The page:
There exist materials with very large magnetic permeability, like the so-called µ-metal. They are used to fabricate shields which attenuate the magnetic field of the Earth at the electron-beam path in sensitive electron-optical instruments.

Since your question combines two distinct parts, I will split it in order to address each of them them separately.

1. Static case: Do the magnetic poles come closer to each another when a magnetically shielding plate is placed between them?

Mu-materials do not "kill" the magnetic field between your magnetic poles, but only divert its direction by channeling part of it into the metallic shield. This would strongly alter the field strength ${\bf B}$ at the shield surface, by almost suppressing its parallel components. This results in a reduced magnetic pressure $p=\frac{\bf B^2}{8 \pi \mu}$ in the immediate vicinity of the shield surface. If this reduction of the magnetic field at the shield would significantly alter the magnetic pressure at the site of the magnets causing them to move? A more detailed calculation would be here necessary, I am afraid.

2. Movement of the plate: Is it possible that the velocity of the shielding plate will not be altered?

Consider the following very simple and intuitive experiment: take a copper pipe and hold it vertically. Take a small magnet and let it fall inside the pipe. The magnet falls: i) slowly and ii) with uniform speed.

Your geometry can be made similar to that of the falling pipe: consider a column of magnets levitating upon each other, i.e. with paired poles, N-N and S-S. Now take a "multi-plate" shield made of parallel sheets, firmly kept in place at equal distance from each other (like a 2D comb). This wold mimic a multiple falling pipes in parallel.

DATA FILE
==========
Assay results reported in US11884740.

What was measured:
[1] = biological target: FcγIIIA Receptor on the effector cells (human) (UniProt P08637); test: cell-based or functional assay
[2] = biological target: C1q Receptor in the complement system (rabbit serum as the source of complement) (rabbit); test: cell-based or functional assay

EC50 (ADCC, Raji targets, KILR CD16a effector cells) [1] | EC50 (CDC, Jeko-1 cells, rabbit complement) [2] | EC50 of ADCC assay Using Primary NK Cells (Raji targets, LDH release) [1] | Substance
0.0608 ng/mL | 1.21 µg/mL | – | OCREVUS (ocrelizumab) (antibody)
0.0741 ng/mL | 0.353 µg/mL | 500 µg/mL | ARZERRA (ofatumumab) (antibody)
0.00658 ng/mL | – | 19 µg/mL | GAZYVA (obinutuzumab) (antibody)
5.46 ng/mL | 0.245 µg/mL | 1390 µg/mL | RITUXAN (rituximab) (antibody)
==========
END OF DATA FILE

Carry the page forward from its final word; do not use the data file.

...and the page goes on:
If you now hold the column of magnets in vertical direction and you pull the multi-plate with constant force (analogue of gravity) through them, then you will reach a regime of constant velocity - by analogy with the falling pipe experiment.

This suggest that the column of magnets or better put, their magnetic field, acts on the copper plates a viscous medium: $$m_{plate}\dot{v}=-\gamma_{\bf B} \ v+F_{pull}$$ where $\gamma_{\bf B}$ would be an effective friction coefficient due to the magnetic field, perturbed by the presence of the plates. After some time you will eventually reach a regime where the force of friction would compensate your pull and the velocity will remain constant: $v= \frac{F_{pull}}{\gamma_{\bf B}}$.

If this speed is equal to the speed you had before pulling the plate(s) into the magnetic field, it is a matter of how you manage your force of pull. Note: if no pull, then the plate will be simply stopped by the magnetic brake effect. So you have to pull accordingly, if you want to have constant velocity.

BONUS: A Magnetic Toy.

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NO. actio = re-action: if A affects B, then B affects A. So, any material that reduces the magnetic field, and if only by deflecting it, is affected by it in some way.